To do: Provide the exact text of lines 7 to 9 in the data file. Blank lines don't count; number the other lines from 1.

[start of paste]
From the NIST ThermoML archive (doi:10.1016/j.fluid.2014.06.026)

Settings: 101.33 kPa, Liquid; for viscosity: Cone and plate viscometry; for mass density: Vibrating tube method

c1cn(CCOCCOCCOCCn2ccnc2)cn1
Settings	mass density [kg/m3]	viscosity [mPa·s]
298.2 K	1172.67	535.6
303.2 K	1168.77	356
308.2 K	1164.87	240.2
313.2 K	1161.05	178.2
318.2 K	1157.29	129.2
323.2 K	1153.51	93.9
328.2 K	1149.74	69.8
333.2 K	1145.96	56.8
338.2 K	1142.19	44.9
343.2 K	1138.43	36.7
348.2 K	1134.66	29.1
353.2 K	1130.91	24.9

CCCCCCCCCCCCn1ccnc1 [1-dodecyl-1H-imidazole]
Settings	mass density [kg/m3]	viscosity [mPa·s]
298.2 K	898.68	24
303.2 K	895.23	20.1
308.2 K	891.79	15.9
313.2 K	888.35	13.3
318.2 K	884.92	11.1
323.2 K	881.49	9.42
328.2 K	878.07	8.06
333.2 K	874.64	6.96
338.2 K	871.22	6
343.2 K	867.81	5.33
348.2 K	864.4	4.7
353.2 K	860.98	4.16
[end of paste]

308.2 K	1164.87	240.2
313.2 K	1161.05	178.2
318.2 K	1157.29	129.2